Michio Kaku: I believe in solar power, but there are problems that we have to face, and one of them is low efficiency.
Michio Kaku: Some people think that the time is right for the solar revolution, that one day solar power will replace oil and we’ll all live in a world that is clean and renewable. Well, not so fast. I believe in solar power. However, there are problems that we have to face, and one of them is low efficiency. The other one is lack of a storage facility like a battery. That’s’ the weak link. We simply don’t have the efficiency of solar cells necessary to make it economical and competitive today, and the ability to store the energy for long periods of time when the sun is dark, when there are clouds and your solar panels don’t work.
So my point of view is this: I think in the coming decade, as oil prices start to rise and as the cost of wind and solar and renewables start to drop, the two currents will probably cross in maybe ten years. So in ten years it will be the marketplace which then begins to drive the whole thing forward because of the dropping cost of solar cells and rising efficiency and the rising price of oil.
Now, why do I believe that oil prices will rise? Because of something called Hubbert’s Peak. Hubbert was a Shell Oil engineer way back in the 1960s who predicted that we would hit the halfway point for the production of oil in the United States and after that the bell-shaped curve would curve the other way and we would become an importer of oil.
Well, people laughed at him because they said that, “Well, wait a minute. We have Alaska. We have Texas. We have lots of oil fields, and so we’re not going to hit the 50% point. America will always export oil.” Well, wrong. Hubbert hit it right on the nose to within the year at which US oil supplies peaked and then it went to the other side of the bell-shaped curve. That’s called Hubbert’s Peak, when we hit the 50% point.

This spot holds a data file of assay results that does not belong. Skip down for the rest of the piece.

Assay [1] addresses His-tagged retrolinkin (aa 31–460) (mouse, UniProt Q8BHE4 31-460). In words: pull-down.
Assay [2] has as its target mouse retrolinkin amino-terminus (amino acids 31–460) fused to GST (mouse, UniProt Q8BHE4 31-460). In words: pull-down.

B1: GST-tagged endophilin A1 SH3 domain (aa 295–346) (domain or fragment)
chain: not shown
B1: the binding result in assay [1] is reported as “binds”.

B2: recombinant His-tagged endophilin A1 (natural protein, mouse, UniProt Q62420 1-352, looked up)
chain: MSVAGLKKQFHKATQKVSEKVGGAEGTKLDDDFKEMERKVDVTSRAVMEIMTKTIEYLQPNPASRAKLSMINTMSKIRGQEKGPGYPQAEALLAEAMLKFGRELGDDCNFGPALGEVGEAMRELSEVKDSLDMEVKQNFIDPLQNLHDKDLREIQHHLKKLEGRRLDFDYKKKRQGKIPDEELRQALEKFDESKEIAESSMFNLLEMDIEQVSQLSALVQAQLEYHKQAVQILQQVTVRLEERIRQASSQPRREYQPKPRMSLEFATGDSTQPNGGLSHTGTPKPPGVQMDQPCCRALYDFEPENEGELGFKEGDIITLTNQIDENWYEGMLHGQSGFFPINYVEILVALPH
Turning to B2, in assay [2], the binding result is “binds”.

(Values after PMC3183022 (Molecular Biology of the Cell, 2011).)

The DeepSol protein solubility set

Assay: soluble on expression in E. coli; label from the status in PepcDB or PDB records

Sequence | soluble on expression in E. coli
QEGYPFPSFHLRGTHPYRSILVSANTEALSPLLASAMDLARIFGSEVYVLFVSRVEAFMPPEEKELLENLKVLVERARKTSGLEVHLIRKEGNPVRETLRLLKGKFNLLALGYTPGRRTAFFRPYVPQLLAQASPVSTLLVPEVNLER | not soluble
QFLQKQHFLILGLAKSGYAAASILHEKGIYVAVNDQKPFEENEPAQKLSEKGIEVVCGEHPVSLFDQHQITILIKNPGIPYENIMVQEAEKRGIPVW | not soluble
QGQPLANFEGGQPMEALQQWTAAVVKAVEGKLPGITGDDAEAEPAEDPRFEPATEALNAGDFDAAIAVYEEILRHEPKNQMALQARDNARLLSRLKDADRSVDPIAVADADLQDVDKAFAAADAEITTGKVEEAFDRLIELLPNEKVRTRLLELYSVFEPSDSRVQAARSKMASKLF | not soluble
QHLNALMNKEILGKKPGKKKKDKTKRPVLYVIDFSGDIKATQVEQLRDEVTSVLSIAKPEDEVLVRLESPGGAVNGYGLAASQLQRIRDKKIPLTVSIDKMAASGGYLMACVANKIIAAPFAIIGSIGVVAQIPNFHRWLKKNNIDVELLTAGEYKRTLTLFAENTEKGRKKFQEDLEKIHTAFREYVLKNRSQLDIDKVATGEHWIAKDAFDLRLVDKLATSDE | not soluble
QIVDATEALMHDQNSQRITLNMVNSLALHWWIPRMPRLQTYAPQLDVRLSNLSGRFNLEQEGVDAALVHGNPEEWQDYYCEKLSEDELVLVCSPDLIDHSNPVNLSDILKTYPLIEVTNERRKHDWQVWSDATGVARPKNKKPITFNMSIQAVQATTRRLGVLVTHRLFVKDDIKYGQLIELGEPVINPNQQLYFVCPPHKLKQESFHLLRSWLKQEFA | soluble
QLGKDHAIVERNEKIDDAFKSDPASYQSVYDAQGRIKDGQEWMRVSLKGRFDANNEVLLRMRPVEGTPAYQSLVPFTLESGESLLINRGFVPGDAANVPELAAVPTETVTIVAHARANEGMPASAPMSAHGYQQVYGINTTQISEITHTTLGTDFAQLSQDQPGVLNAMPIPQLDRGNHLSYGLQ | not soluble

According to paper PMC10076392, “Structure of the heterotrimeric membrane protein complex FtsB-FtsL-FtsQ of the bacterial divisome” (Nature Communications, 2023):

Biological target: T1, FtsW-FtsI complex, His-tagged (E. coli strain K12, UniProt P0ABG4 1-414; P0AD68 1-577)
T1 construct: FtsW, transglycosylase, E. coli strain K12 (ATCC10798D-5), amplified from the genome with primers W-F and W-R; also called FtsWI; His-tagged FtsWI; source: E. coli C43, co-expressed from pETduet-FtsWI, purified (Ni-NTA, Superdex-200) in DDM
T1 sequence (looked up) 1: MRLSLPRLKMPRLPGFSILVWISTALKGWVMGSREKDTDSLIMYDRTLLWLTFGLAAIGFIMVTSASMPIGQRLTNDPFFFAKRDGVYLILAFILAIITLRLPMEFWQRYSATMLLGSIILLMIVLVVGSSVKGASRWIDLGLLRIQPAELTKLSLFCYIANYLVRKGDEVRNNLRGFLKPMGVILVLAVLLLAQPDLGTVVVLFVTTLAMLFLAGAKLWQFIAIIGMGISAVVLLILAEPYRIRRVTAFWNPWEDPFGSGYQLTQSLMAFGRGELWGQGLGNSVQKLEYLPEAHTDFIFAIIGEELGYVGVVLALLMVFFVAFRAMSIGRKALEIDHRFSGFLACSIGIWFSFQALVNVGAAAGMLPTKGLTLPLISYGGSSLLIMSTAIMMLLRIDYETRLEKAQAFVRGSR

Now we know that Hubbard was right and the next big question is, are we hitting Hubbert’s Peak for world oil production? That is the $64,000 question. Many people that I've talked to, senior oil analysts, energy analysts, say that we are either at Hubbert’s Peak or within ten years of hitting Hubbert’s Peak. Now some people say, “Well that’s stupid. We discover new oil deposits all the time. Look at Canada. We have tar sands of Canada, right?” Wrong. It turns out that we will always have oil. We will never run out of oil, except oil will become more expensive as we go down the other side of Hubbert’s Peak. We would have to discover a new Saudi Arabia every five to ten years in order for this curve to simply go on forever. That’s not going to happen. I don’t care how many tar sands you’re talking about in Canada. You’re not going to create a new Saudi Arabia, which produces very clean, very cheap oil, oil that is prized by the oil companies because it is relatively less polluting and has tremendous amounts of profits associated with it.
So we do know that oil prices will fluctuate because of politics, but on average it will start to rise because we will be hitting Hubbert’s Peak. Meanwhile, solar power is going to become cheaper and in 10 years or so the two curves could actually cross, and in 20 years a new game changer arrives and that is fusion power. The Europeans are betting the store on the ITER fusion reactor to be built outside Cadarache, France in Southern France, and if we have the power of the sun on the earth then sea water could drive all our machines.
So if this scenario plays out as I predict, it means that global warming could actually be a problem only for the next several decades as we enter the solar era and the fusion era. The problem is we have already lofted so much carbon dioxide into the atmosphere, and we will continue to do so for decades to come, that even before we enter the solar age and the fusion age we will have so much carbon dioxide in the atmosphere that we will really screw up the weather. But on a long-term basis I think that solar energy and fusion power will be the solution, the ultimate solution, for the greenhouse problem.
Directed / Produced by
Jonathan Fowler & Elizabeth Rodd